Multimedia, Attention, Productivity, Visual, & Knowledge

The value of multimedia in learning - Patti Shank
Presenting instruction in multiple media can be more effective than doing it through a single medium (such as text), but what is important is combining media effectively, not merely adding media.

Profs compete for students' attention - c/net
Some teachers relished these new challenges, using new tools like smartboards to create interactive multimedia presentations, while others seemed stunned that their old methods no longer effectively reached their students.

The productivity paradox - c/net
Productivity growth has slowed since 2004, however, and nobody is sure why. One theory that may explain declining productivity growth has been advanced by McKinsey consultants, who believe that companies have finally cut the non-complex transactional positions that benefit from productivity-stimulating technology. All that's left are complicated and nuanced jobs requiring experience, expertise, judgment, interaction, and collaboration--or tacit knowledge.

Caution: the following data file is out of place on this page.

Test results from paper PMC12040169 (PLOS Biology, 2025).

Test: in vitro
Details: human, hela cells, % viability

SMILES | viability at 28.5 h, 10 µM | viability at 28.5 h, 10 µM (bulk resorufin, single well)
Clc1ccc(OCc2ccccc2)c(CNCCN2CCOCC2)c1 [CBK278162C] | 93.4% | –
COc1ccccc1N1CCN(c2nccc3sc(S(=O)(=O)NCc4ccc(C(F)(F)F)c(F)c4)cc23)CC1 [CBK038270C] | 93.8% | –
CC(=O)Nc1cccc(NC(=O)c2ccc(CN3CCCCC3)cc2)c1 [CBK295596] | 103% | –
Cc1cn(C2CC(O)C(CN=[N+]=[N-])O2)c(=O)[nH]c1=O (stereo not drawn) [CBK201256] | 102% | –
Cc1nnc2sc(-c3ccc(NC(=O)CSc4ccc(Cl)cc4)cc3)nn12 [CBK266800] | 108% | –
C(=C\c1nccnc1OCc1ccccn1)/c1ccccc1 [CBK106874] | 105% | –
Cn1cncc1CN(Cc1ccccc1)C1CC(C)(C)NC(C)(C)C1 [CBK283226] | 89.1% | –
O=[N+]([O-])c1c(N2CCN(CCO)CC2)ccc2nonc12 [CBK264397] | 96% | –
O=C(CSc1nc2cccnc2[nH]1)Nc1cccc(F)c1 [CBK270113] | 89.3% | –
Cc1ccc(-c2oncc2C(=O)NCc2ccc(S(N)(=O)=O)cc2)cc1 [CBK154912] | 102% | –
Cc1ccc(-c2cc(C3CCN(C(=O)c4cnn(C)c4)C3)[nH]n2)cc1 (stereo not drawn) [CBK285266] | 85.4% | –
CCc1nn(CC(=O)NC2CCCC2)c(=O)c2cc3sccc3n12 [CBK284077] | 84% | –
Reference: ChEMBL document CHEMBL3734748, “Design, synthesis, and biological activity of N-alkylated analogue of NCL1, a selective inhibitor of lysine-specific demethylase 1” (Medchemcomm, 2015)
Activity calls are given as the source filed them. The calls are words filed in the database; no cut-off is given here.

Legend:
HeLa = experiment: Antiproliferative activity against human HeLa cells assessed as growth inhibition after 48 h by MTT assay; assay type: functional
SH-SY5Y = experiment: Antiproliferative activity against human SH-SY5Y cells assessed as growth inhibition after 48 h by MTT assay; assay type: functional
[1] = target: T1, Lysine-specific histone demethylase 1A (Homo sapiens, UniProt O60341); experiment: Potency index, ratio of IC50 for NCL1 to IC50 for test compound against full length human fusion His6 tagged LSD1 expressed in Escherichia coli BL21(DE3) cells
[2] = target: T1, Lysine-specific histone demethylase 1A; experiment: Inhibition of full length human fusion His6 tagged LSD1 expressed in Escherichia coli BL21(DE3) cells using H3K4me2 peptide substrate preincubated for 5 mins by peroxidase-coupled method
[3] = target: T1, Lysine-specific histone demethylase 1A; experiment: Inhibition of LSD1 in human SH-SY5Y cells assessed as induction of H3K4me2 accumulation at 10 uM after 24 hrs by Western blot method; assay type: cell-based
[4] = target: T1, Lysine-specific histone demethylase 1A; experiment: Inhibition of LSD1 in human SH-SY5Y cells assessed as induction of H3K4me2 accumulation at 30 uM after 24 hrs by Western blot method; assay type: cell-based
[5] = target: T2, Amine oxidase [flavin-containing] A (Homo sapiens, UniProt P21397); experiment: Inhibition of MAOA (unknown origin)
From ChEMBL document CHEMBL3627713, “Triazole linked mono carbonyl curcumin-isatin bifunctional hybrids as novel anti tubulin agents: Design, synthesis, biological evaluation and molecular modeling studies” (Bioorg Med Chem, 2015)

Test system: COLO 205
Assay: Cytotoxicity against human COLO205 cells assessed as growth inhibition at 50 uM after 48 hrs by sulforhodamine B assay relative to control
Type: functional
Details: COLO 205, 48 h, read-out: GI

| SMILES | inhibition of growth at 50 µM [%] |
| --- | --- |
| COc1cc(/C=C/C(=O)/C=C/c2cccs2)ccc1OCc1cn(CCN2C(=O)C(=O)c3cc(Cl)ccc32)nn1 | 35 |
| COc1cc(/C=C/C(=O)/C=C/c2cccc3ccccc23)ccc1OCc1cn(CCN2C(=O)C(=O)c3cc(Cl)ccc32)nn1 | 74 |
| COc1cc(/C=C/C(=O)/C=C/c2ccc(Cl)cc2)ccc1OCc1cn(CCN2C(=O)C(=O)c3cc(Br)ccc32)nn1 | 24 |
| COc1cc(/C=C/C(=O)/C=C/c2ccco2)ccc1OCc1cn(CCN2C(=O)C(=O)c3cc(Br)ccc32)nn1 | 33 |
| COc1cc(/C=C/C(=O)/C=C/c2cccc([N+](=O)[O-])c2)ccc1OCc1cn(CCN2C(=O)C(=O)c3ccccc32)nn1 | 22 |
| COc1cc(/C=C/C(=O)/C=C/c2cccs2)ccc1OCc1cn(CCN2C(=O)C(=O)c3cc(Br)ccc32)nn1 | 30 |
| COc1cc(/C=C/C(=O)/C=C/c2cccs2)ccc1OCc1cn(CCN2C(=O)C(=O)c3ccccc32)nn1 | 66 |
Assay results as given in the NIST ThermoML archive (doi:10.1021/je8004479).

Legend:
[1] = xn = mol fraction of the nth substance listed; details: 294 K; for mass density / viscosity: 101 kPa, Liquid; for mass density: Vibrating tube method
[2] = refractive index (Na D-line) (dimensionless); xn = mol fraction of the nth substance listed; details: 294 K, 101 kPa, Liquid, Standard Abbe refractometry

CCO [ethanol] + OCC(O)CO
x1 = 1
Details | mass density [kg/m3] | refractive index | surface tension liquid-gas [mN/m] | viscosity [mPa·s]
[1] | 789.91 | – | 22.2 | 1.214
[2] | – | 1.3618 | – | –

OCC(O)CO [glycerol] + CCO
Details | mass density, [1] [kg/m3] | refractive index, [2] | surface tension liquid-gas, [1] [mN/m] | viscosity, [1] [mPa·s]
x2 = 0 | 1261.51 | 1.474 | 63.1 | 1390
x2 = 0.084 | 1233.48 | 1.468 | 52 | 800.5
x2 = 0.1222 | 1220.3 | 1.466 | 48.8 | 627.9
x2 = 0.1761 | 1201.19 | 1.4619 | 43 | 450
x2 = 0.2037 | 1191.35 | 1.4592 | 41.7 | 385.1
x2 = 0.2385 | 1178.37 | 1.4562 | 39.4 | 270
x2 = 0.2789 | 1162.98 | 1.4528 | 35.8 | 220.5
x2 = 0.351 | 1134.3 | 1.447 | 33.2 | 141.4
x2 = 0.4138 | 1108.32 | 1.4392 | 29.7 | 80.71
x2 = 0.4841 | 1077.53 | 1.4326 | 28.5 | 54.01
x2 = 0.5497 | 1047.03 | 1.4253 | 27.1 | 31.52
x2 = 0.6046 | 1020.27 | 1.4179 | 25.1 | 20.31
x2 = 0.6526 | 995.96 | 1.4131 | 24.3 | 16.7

According to Basex, a research firm focusing on the knowledge economy, interruptions from e-mail, cell phones, instant messaging, text messaging, and blogs eat up nearly 30 percent of each day; on an annualized basis, this represents a loss of 28 billion hours for the entire U.S. workforce, or a $588 billion cost to the American economy.

emaki.net - Neil Cohn
Visual language theory

Requirements: Knowledge and Understanding Tyner Blain
Understanding of any topic comes from combining knowledge with context via associative thinking. We gain knowledge empirically. We gain context through organization of information.

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